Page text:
More than 100 important innovations in ceramics in the last 100 years are individually described. These include such major advances as the float glass process, continuous glass fibers and glass wool, the zirconia oxygen sensor, honeycomb ceramics, tape casting and multilayer ceramics, advances in tunnel kilns, low loss optical fiber, dental ceramics, basic oxygen steelmaking refractories, and uranium dioxide as a nuclear fuel. In addition, a summary of progress in ceramics is given that relates ceramic advances to general trends in the progress of science and industrial development.
Sculpting the human face presents a unique artistic challenge--but this richly illustrated guide thoroughly demystifies the process. Instructor Alex Irvine goes step-by-step, explaining everything from creating basic, rough outlines to surface refinements to finely detailed replicas. Photographs of models and sketches appear alongside the actual sculpture, and a gallery of contemporary work inspires.
This much-praised book aims to develop a theory of ceramics which will elucidate the complex relationship between ceramics and culture and society. Drawing upon the theoretical perspectives of systems theory, cybernetics and cultural ecology, Dr Arnold develops cross-cultural generalizations to explain the origins and evolution of the craft of pottery making. These processes are organized into a series of feedback mechanisms which limit or stimulate the initial production of pottery and its transition from a part-time to a full-time specialized activity. The author provides extensive ethnographic documentation, taken from a wide-ranging synthesis of the available literature and employing many data from his own fieldwork in Peru, Guatemala and Mexico, to illustrate the existence of these feedback relationships in societies around the world. Each mechanism is viewed, not as a relationship which exists in a few of the world's cultures, but as a universal generalization often based on some unique physical or chemical aspect of the pottery itself. Ceramic theory and cultural process is an innovative approach to the archaeological interpretation of ceramics which significantly extends our understanding of the social, cultural and environmental processes of ceramic production.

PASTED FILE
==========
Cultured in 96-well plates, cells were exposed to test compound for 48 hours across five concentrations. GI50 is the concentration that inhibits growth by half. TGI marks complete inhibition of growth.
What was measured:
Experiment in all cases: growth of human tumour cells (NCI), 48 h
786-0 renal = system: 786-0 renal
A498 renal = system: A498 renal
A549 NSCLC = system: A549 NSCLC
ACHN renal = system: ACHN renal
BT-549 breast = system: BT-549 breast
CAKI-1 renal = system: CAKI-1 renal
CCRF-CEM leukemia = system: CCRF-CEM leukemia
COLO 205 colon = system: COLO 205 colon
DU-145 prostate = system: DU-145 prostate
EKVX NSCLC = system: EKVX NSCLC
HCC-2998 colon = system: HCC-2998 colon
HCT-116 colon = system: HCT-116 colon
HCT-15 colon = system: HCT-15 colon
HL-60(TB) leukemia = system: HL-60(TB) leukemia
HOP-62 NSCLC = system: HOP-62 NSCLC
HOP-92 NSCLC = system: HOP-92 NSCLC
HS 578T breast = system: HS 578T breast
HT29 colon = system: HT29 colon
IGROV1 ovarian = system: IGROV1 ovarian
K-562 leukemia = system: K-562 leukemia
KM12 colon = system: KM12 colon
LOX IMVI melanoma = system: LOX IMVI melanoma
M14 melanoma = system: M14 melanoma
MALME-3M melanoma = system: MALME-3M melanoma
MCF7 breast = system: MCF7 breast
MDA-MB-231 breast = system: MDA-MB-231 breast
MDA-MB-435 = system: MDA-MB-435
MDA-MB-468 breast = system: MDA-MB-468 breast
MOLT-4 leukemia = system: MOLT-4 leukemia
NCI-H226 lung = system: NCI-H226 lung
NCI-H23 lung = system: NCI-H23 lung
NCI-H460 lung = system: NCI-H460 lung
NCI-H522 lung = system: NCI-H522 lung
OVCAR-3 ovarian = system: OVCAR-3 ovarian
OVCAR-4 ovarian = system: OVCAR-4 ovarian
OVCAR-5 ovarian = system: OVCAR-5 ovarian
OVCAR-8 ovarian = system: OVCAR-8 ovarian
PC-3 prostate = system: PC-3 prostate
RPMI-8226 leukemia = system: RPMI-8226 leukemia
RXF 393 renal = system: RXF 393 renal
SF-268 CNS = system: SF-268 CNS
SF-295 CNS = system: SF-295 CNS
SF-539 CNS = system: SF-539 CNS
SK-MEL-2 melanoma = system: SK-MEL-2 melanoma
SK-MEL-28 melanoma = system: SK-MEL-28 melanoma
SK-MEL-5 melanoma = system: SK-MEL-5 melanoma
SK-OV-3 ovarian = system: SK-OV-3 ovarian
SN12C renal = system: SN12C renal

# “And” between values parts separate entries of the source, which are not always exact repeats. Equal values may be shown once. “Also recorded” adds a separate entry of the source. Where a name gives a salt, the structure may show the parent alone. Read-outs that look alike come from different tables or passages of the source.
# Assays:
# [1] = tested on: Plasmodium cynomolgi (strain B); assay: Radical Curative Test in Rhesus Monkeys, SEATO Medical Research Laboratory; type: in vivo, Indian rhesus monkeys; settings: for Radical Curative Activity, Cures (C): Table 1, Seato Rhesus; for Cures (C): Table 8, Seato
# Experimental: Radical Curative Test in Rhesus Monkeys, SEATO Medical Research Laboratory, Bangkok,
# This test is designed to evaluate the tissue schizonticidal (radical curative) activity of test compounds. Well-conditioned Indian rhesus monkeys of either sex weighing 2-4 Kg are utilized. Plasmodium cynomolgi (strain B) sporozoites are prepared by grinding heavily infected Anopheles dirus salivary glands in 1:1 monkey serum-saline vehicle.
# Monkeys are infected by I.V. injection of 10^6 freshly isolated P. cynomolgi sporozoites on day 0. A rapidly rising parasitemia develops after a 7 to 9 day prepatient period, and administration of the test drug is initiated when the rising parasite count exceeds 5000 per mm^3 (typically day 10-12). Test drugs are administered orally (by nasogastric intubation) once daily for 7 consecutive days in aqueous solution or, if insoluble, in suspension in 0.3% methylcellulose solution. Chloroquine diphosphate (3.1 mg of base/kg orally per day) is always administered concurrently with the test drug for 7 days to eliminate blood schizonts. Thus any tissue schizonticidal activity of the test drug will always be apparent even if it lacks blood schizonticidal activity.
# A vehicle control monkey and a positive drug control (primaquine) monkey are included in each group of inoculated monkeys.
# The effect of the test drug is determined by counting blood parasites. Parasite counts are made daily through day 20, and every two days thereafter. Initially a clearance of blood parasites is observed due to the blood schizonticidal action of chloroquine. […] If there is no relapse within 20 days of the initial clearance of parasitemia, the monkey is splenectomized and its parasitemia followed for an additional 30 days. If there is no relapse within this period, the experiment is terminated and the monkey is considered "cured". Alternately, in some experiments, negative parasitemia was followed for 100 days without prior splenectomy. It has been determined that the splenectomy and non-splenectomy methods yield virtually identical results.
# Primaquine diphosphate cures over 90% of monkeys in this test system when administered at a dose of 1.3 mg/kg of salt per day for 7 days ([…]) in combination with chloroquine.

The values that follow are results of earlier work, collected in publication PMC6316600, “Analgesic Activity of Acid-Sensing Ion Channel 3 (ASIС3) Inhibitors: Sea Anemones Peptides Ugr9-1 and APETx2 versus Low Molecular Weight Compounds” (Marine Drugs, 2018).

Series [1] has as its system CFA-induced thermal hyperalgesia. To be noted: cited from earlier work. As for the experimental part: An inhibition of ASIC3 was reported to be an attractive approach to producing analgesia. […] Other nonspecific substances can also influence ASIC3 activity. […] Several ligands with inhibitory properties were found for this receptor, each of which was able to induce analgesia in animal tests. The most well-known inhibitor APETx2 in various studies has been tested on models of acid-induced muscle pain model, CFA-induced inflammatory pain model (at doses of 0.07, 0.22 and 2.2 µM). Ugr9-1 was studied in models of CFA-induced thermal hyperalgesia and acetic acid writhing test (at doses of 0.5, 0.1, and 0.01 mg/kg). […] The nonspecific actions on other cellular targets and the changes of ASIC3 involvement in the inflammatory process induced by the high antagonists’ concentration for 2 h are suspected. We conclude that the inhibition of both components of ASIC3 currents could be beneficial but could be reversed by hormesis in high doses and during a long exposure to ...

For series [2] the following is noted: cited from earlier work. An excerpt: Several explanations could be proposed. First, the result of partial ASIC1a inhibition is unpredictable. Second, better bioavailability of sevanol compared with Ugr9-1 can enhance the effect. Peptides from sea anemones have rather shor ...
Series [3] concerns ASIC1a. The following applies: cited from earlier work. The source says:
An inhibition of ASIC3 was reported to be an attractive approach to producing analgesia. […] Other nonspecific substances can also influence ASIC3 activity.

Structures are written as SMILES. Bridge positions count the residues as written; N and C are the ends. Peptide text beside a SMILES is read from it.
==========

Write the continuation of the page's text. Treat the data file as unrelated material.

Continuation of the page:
This book is going to be one of the first in our exciting new ceramic series, which offers more space for both images and text, giving a more modern and contemporary feel to the books. This book is aimed at those in ceramics who wish to move into print and transfers, a very exciting area which has enormous scope for creativity. Ceramic transfers or decals are one of the prime methods of decorating industrially made ceramics. They also offer exciting creative potential for studio-based artists or designer-makers. A ceramic transfer is traditionally made by printing ceramic ink onto a special paper and allows pictures, patterns or text to be transferred onto ceramic forms - 2D and 3D. Importantly, print can achieve distinct aesthetic effects on ceramics that are not possible by using other decoration methods such as hand painting.Drawing on over twenty years of experience, Kevin Petrie offers a focused analysis of the potential of ceramic transfer printing as a creative medium. The specific materials and techniques for making versatile screen-printed ceramic transfers are explained in detail - from the 'low tech' to the more sophisticated. Other approaches by artist researchers are also brought together in this book and recent developments with digital transfers appraised. A range of case studies shows the potential and diversity of approach in this area, which extends beyond ceramics to
include printing on enamel, metal and glass.
"It is rare to find a book on art that presents complex aesthetic principles in clear readable form. Ceramics, by Philip Rawson, is such a book. I discovered it ten years ago, and today my well-worn copy has scarcely a page on which some statement is not underlined and starred."--Wayne Higby, from the Foreword
Printing has become a common part of the ceramic artist's practice. From low-tech monoprints to digital laser decals, it is now possible to employ a range of techniques to print on clay and vitreous surfaces. With the ongoing advancement of new technologies and studio-based transfer processes, artists continue to push the boundaries of the medium. Ceramics and Print presents the latest developments in this increasingly popular synthesis of media.